What the hell is with the bedroom eyes.

The start of the episode devotes a little time to the characters who were never properly introduced in the series. First of all, there’s ‘Last Samurai’, the somewhat unsettling hairdresser who is at odds with Sister. Otherwise it’s Billy and Jacqueline , a ridiculously lovestruck couple who seem to think they really are a parrot and a bee respectively.
Overhearing some normal children on the bridge overhead, the children under the bridge decide they desperately want to go to a theme park, yet at the same time are desperate to not leave their home. Kou decides to solve this problem by building them a theme park under the bridge, however he soon realizes that he doesn’t think he’s ever actually been to a theme park himself before and so has no idea what they should be like. The other citizens are eager to pitch in, however.

Nino’s bedhair amuses me too much. And how exactly does Hoshi plan on having his hair cut?

These two are no less confusing to me than they were at the start of the series.

…well I know what’ll be in my nightmares tonight.

Necessary cap.

And so this odd little series reaches the end of its entertaining – if somewhat inconsistent run. It feels more like an epilogue kind of ending; showing how life under the bridge goes on after the climax. While I was expecting a low-key kind of ending, it managed to still bring in the laughs right up until the very end, with some of the best material of the series so far. (Not to mention that, with the announcement of the second season it really doesn’t feel like an ending anyway.)
About those ‘other characters’, though…they really don’t do all that much, and it felt like their scenes were just tacked on as an afterthought for the sake of them being included in the first series at all. I don’t really know what to make of them myself (although Billy seems like he could be pretty amusing). I’m not going to remember this episode for any of those three characters though, but the theme park segments (the whole run of which was brilliant, by the way). Firstly, Kou’s imagination of how Takai would build a theme park (with all the rides being related to fetishizing Kou in some way or other) had me in stitches. In predictable fashion the residents take on various theme park staples are also all hilariously horrifying in some way or another, but what really made these parts enjoyable was having Kou being able to make the kids happy in a way his own father never really was able to (or, as we see in one flashback, was able to just once.) It makes the perfect closing scene for the series as it perfectly demonstrates how much Kou has grown and learned from these oddballs when compared to the first episode. It’s rare that a series can be so simultaneously ridiculous and poignant.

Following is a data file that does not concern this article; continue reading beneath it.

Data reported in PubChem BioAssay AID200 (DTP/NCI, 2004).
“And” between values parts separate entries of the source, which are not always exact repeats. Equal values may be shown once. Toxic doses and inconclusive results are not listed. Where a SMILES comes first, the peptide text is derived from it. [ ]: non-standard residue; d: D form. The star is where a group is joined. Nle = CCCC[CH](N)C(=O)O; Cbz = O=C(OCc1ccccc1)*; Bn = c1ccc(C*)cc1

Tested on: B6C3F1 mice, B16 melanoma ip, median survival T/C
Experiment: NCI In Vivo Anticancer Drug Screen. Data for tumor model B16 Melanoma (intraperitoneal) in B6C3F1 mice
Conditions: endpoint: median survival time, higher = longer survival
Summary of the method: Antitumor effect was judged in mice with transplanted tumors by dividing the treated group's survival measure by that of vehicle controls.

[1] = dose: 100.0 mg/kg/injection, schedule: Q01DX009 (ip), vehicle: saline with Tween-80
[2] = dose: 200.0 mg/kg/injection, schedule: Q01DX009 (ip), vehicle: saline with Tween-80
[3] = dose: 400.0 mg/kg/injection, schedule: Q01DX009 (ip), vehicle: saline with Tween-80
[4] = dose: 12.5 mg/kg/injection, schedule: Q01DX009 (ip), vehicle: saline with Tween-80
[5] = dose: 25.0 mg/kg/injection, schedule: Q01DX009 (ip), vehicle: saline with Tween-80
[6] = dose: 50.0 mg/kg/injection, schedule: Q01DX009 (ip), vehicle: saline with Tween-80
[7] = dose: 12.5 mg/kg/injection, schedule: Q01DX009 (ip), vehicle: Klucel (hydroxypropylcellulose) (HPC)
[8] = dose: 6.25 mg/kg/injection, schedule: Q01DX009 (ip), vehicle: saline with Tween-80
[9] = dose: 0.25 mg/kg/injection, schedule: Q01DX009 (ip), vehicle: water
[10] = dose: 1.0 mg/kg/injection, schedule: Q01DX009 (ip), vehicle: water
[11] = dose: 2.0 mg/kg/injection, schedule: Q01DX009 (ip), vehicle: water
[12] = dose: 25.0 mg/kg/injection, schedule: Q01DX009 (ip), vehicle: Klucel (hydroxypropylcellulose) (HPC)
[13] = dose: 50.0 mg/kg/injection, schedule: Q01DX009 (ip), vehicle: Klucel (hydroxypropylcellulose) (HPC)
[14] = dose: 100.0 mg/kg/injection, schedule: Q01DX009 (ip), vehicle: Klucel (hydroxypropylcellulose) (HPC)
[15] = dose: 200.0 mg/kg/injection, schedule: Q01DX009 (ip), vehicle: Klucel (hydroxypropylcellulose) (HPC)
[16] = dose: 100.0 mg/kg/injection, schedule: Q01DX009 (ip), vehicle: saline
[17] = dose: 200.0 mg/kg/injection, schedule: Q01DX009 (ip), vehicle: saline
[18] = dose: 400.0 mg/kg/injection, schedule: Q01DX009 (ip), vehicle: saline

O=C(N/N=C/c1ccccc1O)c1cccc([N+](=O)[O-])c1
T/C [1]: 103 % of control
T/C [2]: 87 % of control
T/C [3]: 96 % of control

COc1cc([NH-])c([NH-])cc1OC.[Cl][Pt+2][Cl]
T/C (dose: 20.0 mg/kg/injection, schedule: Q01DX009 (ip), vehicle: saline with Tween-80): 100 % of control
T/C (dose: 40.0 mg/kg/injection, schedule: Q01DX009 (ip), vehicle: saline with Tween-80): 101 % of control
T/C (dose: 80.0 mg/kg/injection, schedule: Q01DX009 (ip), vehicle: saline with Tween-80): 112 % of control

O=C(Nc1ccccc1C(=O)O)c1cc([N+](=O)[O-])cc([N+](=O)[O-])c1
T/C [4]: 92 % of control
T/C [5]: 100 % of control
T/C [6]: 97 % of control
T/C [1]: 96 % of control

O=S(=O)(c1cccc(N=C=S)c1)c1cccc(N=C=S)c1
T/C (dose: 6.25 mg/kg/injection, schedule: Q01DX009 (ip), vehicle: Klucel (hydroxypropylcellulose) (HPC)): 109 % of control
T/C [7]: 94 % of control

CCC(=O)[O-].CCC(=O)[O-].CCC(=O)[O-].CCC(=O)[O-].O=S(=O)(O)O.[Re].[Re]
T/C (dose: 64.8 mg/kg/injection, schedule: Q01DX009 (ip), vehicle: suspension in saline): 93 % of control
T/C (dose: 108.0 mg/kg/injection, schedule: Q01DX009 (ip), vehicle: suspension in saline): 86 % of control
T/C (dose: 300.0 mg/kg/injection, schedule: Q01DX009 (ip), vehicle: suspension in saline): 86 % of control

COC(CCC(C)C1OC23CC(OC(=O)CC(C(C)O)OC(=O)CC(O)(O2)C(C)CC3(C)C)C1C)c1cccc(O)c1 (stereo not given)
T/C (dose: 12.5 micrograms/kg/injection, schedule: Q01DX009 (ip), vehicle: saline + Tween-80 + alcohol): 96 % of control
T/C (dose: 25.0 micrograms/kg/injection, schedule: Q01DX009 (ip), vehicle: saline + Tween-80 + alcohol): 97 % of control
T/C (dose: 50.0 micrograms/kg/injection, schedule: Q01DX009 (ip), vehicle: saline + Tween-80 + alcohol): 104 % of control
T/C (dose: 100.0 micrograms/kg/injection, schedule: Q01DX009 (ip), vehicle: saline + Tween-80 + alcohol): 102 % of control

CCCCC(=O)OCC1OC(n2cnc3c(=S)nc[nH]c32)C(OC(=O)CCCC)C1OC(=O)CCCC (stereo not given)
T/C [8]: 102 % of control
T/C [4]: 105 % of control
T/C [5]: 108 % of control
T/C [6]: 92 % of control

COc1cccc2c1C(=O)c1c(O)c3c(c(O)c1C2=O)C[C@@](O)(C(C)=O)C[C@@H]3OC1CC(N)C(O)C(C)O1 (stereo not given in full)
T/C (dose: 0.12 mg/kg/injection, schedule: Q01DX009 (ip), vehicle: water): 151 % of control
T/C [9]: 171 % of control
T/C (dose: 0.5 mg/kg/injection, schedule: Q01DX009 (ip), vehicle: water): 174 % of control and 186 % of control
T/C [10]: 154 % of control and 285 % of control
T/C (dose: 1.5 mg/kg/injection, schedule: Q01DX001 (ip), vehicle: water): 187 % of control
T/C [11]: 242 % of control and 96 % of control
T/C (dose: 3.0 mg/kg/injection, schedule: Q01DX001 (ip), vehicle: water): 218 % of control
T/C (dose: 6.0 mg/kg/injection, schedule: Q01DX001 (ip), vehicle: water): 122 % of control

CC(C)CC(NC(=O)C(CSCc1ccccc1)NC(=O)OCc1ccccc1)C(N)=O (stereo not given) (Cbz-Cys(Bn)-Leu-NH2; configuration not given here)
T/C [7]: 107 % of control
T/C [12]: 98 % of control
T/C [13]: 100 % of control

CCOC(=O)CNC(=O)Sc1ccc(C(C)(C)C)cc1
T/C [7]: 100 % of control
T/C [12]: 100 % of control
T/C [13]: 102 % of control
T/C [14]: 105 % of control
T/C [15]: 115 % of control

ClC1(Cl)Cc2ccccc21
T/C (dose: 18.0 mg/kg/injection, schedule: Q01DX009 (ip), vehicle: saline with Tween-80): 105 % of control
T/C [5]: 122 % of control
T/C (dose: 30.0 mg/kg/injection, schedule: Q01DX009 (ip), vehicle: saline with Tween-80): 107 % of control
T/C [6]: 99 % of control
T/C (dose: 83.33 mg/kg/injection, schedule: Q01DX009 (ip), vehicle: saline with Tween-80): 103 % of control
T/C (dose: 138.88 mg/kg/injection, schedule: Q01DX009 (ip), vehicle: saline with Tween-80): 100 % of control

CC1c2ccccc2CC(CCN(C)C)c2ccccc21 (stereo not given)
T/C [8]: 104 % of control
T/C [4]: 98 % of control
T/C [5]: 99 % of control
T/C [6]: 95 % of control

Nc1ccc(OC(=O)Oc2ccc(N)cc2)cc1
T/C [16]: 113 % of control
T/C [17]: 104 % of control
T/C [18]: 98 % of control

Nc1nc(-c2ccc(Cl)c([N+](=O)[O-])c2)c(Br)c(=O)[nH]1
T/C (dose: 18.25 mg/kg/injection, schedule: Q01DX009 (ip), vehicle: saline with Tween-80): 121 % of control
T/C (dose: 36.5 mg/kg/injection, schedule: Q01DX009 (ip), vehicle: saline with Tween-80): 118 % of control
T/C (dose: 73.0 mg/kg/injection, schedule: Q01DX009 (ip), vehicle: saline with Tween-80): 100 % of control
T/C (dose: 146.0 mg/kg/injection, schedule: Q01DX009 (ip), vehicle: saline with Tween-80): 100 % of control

In other thoughts, can anyone tell me WTF was with episode 107?

It’s official, she’s my latest girlcrush.

I wish this cap wasnt so quality, but aaaw, they look so pretty.

Aww, they think so too.

Oh joy, more nightmare fuel.

This episode gets full marks.

Series Overview
I still remember the first time I saw the teaser image for Arakawa Under the Bridge and the ‘wtf’ I gave. I honestly expected it to be an incredibly random gag comedy in the vein of Gag Manga Biyori, so I was at first quite surprised to find the character dynamics that I did. The show has a great setup capable of pulling off comedy gold…the problem is that it doesn’t always achieve this. Unfortunately, Arakawa didn’t often be as good as it could have been, with jokes that dragged on too long and some parts even being mediocre. Fortunately, every now and then it managed to be better than it could have been, with gems of comic and even emotional brilliance. I personally think Shaft’s handling of this (with the exception of the aforementioned dragging bits) was admirable and made it all the more fun to watch (if only they’d cut all the pretentious ‘oooh artsy’ eye closeups, those get old fast).
Hands down my favourite thing about the show, more than the humour and silly situations, was the pairing dynamic of Kou and Nino. It’s something I never expected to be anything more than comedy fodder in the beginning, but it became surprisingly deep and even touching…without even fully exploring it. This is one of the reasons I look forward to season 2 so much.
In all, I’d really recommend this show to people in the mood for something different, something silly, or something Zetsubou sensei-esque with less black humour. As a whole I’d give this series out of 5: